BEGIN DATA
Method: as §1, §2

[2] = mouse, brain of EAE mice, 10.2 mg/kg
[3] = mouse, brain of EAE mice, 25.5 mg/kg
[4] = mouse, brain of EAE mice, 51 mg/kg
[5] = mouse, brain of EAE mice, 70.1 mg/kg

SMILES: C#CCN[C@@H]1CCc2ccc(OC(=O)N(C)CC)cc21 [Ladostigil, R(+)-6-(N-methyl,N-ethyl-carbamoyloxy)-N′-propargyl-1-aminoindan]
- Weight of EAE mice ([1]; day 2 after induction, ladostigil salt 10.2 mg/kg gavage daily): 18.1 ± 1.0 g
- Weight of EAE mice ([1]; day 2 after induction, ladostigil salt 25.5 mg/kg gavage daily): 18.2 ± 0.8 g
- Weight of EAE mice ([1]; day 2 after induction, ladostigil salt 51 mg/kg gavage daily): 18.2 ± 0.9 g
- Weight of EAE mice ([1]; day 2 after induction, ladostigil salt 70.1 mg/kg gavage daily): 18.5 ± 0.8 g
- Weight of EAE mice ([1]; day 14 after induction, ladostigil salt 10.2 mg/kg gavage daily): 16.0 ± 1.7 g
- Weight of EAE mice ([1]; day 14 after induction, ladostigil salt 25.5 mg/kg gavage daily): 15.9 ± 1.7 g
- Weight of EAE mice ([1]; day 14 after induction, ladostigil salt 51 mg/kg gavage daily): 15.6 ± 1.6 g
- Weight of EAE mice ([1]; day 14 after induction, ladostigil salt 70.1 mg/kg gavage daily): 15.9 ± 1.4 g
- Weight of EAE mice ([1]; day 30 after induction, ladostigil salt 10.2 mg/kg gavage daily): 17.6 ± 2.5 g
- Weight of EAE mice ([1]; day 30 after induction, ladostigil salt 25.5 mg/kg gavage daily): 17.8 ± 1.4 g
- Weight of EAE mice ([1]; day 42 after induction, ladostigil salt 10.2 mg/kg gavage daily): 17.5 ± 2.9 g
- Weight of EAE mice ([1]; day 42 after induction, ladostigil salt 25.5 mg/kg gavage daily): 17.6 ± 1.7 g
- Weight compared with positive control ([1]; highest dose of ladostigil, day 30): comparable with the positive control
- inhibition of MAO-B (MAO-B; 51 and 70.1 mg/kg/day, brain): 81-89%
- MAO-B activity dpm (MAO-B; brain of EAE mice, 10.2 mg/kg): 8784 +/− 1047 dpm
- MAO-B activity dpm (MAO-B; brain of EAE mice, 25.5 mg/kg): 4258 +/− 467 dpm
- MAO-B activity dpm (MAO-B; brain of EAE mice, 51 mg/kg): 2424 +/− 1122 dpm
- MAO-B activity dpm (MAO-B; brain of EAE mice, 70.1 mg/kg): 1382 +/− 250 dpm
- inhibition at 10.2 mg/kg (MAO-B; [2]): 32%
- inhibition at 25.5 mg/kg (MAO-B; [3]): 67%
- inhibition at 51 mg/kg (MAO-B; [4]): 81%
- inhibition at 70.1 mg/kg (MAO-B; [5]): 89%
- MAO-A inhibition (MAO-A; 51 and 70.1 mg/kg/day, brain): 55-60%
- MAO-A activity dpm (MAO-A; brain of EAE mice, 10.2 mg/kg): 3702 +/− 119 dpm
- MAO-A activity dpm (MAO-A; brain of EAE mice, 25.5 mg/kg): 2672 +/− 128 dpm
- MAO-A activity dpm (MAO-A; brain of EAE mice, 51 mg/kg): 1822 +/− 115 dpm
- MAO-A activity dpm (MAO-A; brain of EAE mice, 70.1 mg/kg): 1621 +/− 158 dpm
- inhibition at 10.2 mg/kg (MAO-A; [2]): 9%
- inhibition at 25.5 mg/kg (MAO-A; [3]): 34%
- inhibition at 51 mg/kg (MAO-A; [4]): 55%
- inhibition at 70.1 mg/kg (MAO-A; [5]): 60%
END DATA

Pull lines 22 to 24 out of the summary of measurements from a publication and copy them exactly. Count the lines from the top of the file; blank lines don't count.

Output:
- MAO-B activity dpm (MAO-B; brain of EAE mice, 25.5 mg/kg): 4258 +/− 467 dpm
- MAO-B activity dpm (MAO-B; brain of EAE mice, 51 mg/kg): 2424 +/− 1122 dpm
- MAO-B activity dpm (MAO-B; brain of EAE mice, 70.1 mg/kg): 1382 +/− 250 dpm